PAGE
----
The Denison City Council recently approved a new set of procedures and plans for security in its municipal courtroom. The new procedures come as the city prepares to move into the new city hall building on Main Street later this summer.

“Most of the defendants we have run into have been respectful and we have had no issues,” Denison Court Administrator Chris Wallentine said. “However, we want to be proactive rather than reactive in today’s times.”

In May of last year, Gov. Greg Abbott signed the Judge Julie Kocurek Judicial and Courthouse Security Act of 2017 into law. The law requires cities to have a court security committee and create its own set of plans for security of its courts.

The law is named after Austin Judge Julie Kocurek, who survived an assassination attempt outside her home in 2015. The Texas Tribune reported that a phoned-in tip regarding a threat to a judge’s life was briefly investigated prior to the shooting, but it was not deemed credible at the time.

After the attack, the state Office of Court Administration polled judges across the state and found that 38 percent feared for their personal safety at least once at work in the past two years, the Texas Tribune reported. The poll also found that 42 percent said they were afraid at least once when away from work.

Other parts of the law require local law enforcement to send reports to the OCA about security incidents that occur in the court. The law also allows for the name of a judge and their spouse to be omitted from certain public documents, including the listing for their personal home.

In many cases, Denison already had many security procedures in place, but this new plan put them in writing, Wallentine explained.

“For court days, we have always had Denison Police Department in place to serve as the bailiff, and they have always done an exceptional job,” she said.

However, one new procedure will be added once the city, and by proxy the municipal courts, move to the new city hall building, located in the former Bank of America building on Main Street. Wallentine said the city has purchased a new portable metal detector and wand, which will be used on the days that the court is in session.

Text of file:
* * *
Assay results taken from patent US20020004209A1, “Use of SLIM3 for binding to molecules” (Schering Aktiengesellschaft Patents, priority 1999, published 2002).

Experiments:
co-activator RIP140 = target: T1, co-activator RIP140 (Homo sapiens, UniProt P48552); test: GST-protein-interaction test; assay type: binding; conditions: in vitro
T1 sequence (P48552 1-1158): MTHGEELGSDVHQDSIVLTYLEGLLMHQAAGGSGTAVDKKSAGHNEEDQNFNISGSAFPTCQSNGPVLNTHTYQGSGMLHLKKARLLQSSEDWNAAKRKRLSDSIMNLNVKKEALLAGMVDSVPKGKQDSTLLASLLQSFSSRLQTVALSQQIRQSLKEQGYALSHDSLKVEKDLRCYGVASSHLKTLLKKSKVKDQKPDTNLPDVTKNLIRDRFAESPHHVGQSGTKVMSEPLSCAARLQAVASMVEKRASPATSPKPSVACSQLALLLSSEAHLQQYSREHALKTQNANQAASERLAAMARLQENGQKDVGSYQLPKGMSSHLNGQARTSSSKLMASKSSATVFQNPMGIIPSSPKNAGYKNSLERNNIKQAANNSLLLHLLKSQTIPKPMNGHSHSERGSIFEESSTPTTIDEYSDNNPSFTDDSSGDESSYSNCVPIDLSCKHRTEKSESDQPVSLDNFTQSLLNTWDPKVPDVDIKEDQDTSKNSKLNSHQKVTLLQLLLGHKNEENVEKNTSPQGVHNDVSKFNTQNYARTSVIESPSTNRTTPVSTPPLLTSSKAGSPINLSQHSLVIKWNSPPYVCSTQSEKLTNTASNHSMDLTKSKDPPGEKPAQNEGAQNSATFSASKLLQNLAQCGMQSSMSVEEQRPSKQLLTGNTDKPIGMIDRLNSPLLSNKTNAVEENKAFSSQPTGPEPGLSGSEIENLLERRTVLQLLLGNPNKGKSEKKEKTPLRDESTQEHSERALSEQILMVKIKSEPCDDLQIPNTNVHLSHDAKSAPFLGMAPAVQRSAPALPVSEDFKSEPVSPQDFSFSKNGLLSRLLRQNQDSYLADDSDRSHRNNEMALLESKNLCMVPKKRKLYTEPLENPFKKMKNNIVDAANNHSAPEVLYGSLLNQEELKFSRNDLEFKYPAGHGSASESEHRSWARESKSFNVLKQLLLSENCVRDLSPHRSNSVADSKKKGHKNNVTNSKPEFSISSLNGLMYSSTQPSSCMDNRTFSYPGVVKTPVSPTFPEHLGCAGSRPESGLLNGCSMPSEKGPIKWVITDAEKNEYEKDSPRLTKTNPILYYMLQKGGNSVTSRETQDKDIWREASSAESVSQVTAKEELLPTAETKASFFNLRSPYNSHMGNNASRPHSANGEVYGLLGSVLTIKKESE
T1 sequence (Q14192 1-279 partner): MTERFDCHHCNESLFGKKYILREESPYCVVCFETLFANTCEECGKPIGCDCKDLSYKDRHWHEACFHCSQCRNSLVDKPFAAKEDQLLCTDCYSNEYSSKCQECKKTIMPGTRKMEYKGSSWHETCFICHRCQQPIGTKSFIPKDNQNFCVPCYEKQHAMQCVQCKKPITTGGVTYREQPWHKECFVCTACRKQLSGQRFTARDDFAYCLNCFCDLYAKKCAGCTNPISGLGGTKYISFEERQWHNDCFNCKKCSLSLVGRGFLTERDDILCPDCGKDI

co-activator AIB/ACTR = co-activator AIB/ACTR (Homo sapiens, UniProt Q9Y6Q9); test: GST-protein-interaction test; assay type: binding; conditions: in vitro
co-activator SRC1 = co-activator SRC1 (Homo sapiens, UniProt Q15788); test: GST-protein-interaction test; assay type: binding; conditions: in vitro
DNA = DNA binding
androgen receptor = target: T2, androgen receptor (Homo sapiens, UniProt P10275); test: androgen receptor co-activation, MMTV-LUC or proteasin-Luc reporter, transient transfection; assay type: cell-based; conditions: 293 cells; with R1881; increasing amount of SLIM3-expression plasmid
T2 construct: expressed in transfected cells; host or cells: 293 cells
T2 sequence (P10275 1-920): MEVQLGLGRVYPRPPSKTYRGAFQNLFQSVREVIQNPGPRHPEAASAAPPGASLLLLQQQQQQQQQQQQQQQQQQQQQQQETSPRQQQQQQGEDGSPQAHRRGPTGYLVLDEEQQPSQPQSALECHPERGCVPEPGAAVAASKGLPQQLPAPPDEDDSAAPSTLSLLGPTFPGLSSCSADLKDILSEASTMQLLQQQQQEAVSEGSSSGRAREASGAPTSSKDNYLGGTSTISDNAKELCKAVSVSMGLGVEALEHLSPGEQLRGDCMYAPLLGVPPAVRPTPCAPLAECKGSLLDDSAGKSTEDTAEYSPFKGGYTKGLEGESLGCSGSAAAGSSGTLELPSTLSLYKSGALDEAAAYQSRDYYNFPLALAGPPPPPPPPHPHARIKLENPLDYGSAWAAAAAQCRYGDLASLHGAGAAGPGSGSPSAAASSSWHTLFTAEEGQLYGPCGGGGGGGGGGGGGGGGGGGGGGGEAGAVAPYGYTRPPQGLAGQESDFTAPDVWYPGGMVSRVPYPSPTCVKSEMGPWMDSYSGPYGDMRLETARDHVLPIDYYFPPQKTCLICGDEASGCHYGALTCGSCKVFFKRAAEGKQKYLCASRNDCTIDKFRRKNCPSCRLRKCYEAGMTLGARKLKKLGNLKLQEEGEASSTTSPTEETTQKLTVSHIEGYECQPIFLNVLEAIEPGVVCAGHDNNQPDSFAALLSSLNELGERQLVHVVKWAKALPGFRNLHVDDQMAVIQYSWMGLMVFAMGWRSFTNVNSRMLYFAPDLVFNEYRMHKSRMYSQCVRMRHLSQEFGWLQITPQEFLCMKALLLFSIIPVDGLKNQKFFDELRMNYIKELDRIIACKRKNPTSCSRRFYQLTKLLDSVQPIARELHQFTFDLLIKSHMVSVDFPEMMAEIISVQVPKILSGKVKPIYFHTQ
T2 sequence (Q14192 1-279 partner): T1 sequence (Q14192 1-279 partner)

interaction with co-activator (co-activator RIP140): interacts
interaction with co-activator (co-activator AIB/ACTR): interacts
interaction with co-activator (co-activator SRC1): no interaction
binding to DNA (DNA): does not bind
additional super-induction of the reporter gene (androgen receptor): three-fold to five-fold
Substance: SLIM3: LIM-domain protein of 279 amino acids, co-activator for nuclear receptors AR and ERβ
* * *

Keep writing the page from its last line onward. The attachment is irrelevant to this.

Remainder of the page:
These and other security measures will be funded by a court security fund fee, which is included in the penalties for some charges, Wallentine said.

In addition to these aspects of the plan, Public Works Director Bobby Atteberry said additional security measures have been included in the designs for the new city hall. Atteberry said the security of the new city hall will include traditional security cameras and keyed access, alongside more modern security techniques.

As an example, Atteberry said the dais on which the city council, or judge during court days, sits will include Kevlar material behind the finish.

“You may not be able to see it from the front, but it will be the same material that they use in many bulletproof vests,” he said.

The same material will also be present in the building materials used along the water department offices and the court clerk offices, Atteberry said. As a part of the former bank’s design, the exterior windows are already designed to be bulletproof, Atteberry said.

The security item was included on the council’s consent agenda, which represents routine items that are acted upon with a single vote. As such, the item was not individually discussed by the council prior to the unanimous vote.